Non-profit which serves low-income families, homeless searches for new home

Non-profit which serves low-income families, homeless searches for new home

SANDSTON, Va. (WWBT) - A Henrico non-profit, which helps low-income families and the homeless, is on the hunt for a new home itself.

The Way Outreach started in 2015 as a mobile food ministry, later moving into a building on Williamsburg Road in December 2016. In 2018 the group moved in to its current location at 105 Williamsburg Road in Sandston, but now the non-profit needs more space.

"Right now, we're really maxed out of where we are and we only have until September or October to find something else," said Executive Director Brian Purcell.

"It's pretty busy in this little bitty building,” said Susie McCormick, who handles the food department. “Plus, we have the thrift store now that helps offset some of it."

Four months ago, The Way Outreach opened a thrift store as a way to fund the work it does.

"All the items have been given to us through estate sales, moving sales, garage sales," Purcell said.

In turn, the money is used to help the non-profit give back to the community which includes providing meals.

“[We] offer food for those who are food insecure, living in pockets of poverty,” Purcell said. “One of the things that separates us from food pantries is instead of just giving the food we actually require them to volunteer one hour in exchange.”

It’s during that hour the group helps them find jobs, places to live, to help get them back on their feet.

"We average about 3,000 people a month," Purcell added.

"We service probably 300 bags out of here in a month,” McCormick said. “[As you can see] it's an 8x8 [room]. The room up where all the refrigerators are, that's where all the food is stored. So we're always stepping on each other, there's never enough room."

It’s an obstacle the group has been dealing with for quite some time, but the reality set in roughly a month ago.

"The owner of the properly, she wants to be able to use the property for something else,” Purcell said.

The relationship between the property owner and the non-profit remains positive, but Purcell added the time is right to find a new space; something more than just 1,000 square feet.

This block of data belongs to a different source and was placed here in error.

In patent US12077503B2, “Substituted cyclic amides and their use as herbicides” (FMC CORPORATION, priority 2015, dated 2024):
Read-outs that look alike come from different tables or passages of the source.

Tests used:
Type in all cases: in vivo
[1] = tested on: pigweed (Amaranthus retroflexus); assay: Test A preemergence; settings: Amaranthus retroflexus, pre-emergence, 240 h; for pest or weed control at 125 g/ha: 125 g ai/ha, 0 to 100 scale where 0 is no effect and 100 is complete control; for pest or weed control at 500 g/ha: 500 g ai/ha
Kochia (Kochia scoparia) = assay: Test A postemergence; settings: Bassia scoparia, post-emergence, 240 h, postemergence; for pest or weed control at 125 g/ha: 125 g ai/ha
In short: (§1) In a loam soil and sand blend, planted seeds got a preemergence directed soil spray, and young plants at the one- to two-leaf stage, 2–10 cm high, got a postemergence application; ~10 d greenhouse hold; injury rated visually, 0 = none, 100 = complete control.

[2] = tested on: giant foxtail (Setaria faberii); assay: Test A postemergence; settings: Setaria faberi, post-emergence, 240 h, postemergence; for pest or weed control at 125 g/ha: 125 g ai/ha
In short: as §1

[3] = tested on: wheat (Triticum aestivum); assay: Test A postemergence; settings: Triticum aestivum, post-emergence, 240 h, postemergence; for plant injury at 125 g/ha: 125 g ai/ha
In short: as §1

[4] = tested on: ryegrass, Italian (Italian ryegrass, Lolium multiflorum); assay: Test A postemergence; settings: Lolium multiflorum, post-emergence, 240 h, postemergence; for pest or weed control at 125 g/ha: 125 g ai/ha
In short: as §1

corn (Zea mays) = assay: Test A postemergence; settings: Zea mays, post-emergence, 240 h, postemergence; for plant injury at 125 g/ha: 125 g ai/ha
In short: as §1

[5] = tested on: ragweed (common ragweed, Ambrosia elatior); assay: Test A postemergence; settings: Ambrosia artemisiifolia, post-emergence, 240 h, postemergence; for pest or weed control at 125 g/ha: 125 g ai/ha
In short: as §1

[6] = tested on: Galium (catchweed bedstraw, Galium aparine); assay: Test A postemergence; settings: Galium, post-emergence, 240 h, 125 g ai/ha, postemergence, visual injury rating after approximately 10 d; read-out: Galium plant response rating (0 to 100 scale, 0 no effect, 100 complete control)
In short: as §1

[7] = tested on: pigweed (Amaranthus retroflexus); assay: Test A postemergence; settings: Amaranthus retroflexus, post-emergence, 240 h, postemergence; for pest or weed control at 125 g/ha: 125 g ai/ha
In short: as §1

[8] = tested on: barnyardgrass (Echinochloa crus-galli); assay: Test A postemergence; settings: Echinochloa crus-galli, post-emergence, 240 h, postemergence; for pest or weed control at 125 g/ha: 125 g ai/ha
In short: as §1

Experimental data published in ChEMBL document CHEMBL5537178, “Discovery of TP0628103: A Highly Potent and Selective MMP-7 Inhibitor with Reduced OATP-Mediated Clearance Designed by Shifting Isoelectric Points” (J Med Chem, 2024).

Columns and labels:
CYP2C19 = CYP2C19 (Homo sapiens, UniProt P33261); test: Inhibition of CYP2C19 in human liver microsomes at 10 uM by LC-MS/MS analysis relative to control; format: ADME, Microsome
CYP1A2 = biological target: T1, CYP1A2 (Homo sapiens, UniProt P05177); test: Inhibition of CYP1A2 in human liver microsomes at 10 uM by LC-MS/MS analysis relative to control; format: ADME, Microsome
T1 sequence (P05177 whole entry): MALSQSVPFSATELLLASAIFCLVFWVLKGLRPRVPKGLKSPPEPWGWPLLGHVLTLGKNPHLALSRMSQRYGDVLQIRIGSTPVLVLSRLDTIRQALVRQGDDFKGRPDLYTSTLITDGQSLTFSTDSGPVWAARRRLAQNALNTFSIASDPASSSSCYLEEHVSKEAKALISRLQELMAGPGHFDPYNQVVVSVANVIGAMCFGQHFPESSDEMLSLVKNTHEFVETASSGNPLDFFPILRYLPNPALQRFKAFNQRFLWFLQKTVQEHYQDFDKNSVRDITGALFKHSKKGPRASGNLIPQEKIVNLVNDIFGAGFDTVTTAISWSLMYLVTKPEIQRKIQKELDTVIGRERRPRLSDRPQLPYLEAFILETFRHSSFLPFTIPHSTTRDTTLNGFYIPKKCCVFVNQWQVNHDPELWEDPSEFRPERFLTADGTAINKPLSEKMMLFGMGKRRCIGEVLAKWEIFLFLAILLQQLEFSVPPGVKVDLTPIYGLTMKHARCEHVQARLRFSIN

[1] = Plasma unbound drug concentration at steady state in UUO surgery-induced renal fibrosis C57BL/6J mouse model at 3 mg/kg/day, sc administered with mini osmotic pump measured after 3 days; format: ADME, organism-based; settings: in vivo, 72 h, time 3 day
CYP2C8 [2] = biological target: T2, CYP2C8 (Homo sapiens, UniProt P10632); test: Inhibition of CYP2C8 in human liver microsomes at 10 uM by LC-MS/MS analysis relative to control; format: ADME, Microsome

"We're hoping for the new place to be able to give us space for a thrift store, our food distribution area, and also to be able to have an employment center, computer classes and things like that," he said.

Ideally the group would like to stay in the east end due to the number of volunteers who walk there.

“We want to be able to stay in an area where people who have used us and benefited from our resources, so they can continue to get that without going too far out of the way,” Purcell said.

While they do have some wiggle room timing wise to find a place, the non-profit also relies on faith; something they’ve instilled as part of the group’s outlook.

“I believe that God will take us where he wants us to go,” McCormick said. “I don’t believe that we really control that, if we just believe in him. Thus far, it’s grown from the back of a little truck to 3,000 people a month.”

The group has also received a lot of support from the community.

In May of 2018 a refrigerator was stolen from the non-profit. Minutes after 12 On Your Side aired the story about the stolen freezer, Henrico Union Lodge in Sandston contacted NBC12 to say they would purchase a freezer for the group.

Purcell hopes anyone in the community with insight into available building space will give them a call directly. The group is also open to working with churches since it’s a faith-based organization.

Copyright 2019 WWBT. All rights reserved.